But what happens if your research was faulty, and shares of Company X increase to $65 a share, and you don't see a downturn in sight? You'll likely decide to purchase those 100 shares and remove yourself from the position. It'll cost you $6,500 to make the purchase. You'll then return those shares to the broker and you're done... except for licking your wounds. You'll find that your purchase price was $6,500, your sales price was $5,000, and your loss on the transaction was $1,500. Ouch.
So you've completed your short sale. Is the gain or loss that you recognize short term or long term? Since the transaction was opened for more than a year, you might think that your gain would be long term. But you'd be wrong.
Remember that in order for any gain to be long term, you must hold and own the shares in question for more than one year. In this case, however, the shares that you used to make the original sale were borrowed; you didn't own 'em. Somebody else owned 'em. They just let you borrow 'em. You owned nuttin' until the time that you actually purchased the shares. And those shares were sold prior to your purchase. You simply used the purchased shares to repay the shares that you borrowed. So the shares that you actually purchased were in your hands for a very short period of time, much less time than allowed by law to recognize a long-term gain or loss.
In any simple short sale, any gain or loss will be considered short term, regardless of how long the short position may have been open.
When you make the sale portion of your short sale, it's a real live sale. And your broker will issue a Form 1099B to you indicating that the stock was sold. Don't panic! Even if your short position is open at the end of the year, you'll want to report the sale portion of the short sale in the year that the sale was made. That will allow you to reconcile your Schedule D transactions with the Form 1099B that you receive from your broker (which is exactly what the IRS computers will also do).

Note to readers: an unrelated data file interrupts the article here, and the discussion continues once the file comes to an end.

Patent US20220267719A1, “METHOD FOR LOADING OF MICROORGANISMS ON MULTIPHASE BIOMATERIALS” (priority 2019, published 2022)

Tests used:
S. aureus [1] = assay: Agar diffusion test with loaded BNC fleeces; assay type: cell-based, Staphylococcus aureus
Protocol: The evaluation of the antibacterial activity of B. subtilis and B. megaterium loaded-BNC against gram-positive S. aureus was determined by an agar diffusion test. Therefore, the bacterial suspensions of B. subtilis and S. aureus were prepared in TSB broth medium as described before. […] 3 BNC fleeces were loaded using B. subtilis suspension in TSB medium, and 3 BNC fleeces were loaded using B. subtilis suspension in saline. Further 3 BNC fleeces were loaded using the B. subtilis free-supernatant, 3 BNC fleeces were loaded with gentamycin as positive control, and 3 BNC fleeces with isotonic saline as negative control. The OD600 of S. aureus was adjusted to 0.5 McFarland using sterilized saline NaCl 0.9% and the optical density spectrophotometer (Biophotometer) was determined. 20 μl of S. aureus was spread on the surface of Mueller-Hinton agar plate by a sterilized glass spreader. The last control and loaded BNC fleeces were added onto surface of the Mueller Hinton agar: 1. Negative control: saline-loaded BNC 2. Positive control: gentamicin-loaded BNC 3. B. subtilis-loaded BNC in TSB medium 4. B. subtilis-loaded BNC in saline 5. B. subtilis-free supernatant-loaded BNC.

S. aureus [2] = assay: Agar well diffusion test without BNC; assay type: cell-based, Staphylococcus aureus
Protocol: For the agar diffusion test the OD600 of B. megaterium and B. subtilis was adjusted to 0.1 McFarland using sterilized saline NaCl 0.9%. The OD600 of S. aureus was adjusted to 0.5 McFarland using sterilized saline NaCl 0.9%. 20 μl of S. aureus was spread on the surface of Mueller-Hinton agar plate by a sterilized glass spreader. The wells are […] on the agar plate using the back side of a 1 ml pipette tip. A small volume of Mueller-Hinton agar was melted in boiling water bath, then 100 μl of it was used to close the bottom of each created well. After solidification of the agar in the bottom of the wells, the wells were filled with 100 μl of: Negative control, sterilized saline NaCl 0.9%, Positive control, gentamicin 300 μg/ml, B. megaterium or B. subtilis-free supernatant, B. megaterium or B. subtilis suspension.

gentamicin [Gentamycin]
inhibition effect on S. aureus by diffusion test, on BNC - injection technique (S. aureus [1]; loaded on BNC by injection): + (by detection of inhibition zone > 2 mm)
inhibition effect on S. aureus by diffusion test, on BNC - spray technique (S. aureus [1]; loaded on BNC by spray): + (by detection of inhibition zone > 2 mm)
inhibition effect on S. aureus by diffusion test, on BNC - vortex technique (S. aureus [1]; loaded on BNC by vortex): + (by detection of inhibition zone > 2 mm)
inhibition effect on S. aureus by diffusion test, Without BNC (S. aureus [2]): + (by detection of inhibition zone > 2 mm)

But if your position is still open at the end of the year, you'll have no tax liability on the short sale. You simply report the sale as such, with no gain or loss, and report the transaction as an open short sale. The instructions for Schedule D will give you the details that you'll need to allow you to report such a transaction.
What happens if you short a stock that pays dividends? The person from whom you borrowed the stock will want his dividend payments, and he'll look to you for those payments. When you make the payments, how do you treat them for tax purposes? They could be an investment interest expense, or they could be an adjustment to the basis of the shares that you use to close the short sale. To understand when to apply the rules correctly, read "Dividends Paid on Short Sales."
Go forth, and use this newfound knowledge to benefit from stock prices that go both up and down!
Roy Lewis lives in a trailer down by the river and is a motivational speaker when not dealing with tax issues. He understands that The Motley Fool is all about investors writing for investors. You can take a look at the stocks he owns as long as you promise not to ask him which stock to buy. However, he'll be glad to help you compute your gain or loss when you finally sell a stock.